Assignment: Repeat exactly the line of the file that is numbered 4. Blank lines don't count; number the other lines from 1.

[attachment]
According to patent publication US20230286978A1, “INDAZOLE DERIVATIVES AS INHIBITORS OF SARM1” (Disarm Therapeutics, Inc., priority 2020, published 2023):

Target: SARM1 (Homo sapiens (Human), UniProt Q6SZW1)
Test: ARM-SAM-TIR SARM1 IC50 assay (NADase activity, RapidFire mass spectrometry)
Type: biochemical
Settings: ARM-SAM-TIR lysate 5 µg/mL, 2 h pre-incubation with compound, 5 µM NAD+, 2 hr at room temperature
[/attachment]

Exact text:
Type: biochemical